Oberlin Blogs

Social Dancing, Both Literal and Figurative

November 11, 2023

Ozzie Frazier '27

As I close out the first few months of my college experience, it’s hard to believe that move-in day was only weeks ago. In the days leading up to orientation, I remember being really anxious about feeling homesick or not making friends, but as it turns out, I had nothing to worry about. There’s so much to do here on campus that I don’t have time to feel homesick, and I’ve met so many amazing people that I have to stop and say hi to someone every five minutes. 

That being said, it sometimes feel lonely to be a first-year. The transition of saying goodbye to your high school friends can be really emotional, and it sometimes feels impossible to gauge who actually wants to be friends and who’s just being nice. As I consider this balance, it does sometimes feel like college is one big social dance, much like the contra dancing event I attended a few weeks back. 

Author’s note: if you’ve never been contradancing before, I highly encourage you to check it out! Here on campus, @obiecontra hosts events a few times each semester, and each one is an evening filled with folk music and swinging your partner until you’re dizzy.

So, without further ado, here goes my take on an extended metaphor: your first semester in college as a night of social dancing!

As the evening (semester) begins, everyone is buzzing with nervous energy. Some people are feeling a little shy, others are more confident. Most people have never tried anything like this before, but they’re looking forward to it.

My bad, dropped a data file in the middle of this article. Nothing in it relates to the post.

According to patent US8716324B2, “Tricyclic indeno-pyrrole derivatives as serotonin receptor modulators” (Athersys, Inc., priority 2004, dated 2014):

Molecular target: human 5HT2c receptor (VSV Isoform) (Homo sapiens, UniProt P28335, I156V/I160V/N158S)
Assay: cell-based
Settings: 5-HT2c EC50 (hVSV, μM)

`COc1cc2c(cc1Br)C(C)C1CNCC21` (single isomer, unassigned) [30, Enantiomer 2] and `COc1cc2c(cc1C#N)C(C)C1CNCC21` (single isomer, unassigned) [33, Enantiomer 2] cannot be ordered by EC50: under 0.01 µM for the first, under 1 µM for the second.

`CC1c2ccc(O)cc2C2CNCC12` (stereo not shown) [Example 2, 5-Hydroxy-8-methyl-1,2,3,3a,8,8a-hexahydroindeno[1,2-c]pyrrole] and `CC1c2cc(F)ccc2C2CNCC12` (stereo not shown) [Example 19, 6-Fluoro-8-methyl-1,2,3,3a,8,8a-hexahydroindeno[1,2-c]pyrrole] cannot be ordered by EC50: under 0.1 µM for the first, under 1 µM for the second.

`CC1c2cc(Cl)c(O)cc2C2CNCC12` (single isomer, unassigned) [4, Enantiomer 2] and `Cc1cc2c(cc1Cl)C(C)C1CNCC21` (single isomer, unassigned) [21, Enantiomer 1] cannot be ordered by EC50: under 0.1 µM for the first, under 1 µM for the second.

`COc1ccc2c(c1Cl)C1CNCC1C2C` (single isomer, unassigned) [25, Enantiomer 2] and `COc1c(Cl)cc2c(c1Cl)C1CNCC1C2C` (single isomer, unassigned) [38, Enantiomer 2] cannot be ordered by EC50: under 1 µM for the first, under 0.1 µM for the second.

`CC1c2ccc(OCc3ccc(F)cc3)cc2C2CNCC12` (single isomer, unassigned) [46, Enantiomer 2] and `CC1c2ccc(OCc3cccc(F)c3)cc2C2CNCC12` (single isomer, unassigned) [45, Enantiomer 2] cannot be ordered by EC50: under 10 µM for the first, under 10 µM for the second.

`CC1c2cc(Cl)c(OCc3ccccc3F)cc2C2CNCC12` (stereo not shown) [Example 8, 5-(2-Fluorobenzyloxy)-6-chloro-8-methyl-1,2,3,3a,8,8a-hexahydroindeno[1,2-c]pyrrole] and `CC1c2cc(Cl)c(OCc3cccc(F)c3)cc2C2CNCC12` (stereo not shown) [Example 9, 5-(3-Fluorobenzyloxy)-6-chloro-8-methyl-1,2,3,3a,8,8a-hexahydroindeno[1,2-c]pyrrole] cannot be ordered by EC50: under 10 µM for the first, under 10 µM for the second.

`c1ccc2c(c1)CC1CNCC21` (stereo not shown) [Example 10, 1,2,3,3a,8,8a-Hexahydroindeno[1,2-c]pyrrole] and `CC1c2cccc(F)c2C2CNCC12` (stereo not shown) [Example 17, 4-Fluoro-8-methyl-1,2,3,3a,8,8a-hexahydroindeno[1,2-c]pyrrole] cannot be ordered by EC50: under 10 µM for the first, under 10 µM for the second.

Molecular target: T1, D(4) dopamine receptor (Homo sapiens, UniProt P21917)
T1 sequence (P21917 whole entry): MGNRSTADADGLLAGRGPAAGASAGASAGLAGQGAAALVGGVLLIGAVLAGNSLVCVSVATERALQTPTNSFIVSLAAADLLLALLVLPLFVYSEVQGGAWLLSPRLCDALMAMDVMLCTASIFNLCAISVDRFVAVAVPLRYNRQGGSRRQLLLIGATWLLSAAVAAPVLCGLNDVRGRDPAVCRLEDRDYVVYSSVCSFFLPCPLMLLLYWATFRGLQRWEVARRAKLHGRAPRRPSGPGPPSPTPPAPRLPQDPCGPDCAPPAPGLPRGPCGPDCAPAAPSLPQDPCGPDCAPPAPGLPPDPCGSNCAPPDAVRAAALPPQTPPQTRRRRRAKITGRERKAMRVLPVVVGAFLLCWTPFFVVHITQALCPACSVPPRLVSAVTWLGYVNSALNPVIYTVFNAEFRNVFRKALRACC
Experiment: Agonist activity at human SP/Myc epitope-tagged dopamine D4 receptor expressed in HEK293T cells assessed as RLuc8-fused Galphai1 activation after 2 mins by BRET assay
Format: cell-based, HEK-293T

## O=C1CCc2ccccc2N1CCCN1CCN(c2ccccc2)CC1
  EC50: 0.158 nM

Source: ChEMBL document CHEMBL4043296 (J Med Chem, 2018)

There are a couple of more experienced dancers, and they’re available to help out if you get confused. These dancers represent Peer Advising Leaders and Residential Assistants, as well as miscellaneous upperclassmen. There’s also a “caller” which is someone who explains each dance and talks you through it the whole time. Think of this kind of like your academic advisor or first-year seminar professor.

As the night goes on, you’ll start to gain confidence in yourself. You’ll get more familiar with the steps, and who knows, you might even learn a thing or two. You’ll probably dance with a bunch of people you haven’t met before and maybe a few people you knew ahead of time. It’s more than likely that you’ll make some new friends, but some of your dance partners might not click right away. That’s normal. Some dances will catch you off guard, but others will come naturally—kind of like taking classes in different departments. You might trip and get hurt (my friend Zoë broke her foot the first time we went!) but you will recover and get back on your feet. Also, there will be incredibly talented student musicians performing the whole time. You will be in awe. At the night's end, you’ll be exhausted but fulfilled, excited to do it all again the next time. 

All this is to say, it won’t always be easy to navigate the social dance of college, but it will help if you put yourself out there. Invite someone to grab lunch after class, go see a concert, or even just go for a walk. The worst they can do is say no. I have found that the most interesting connections happen when you least expect it. Keep on dancing!

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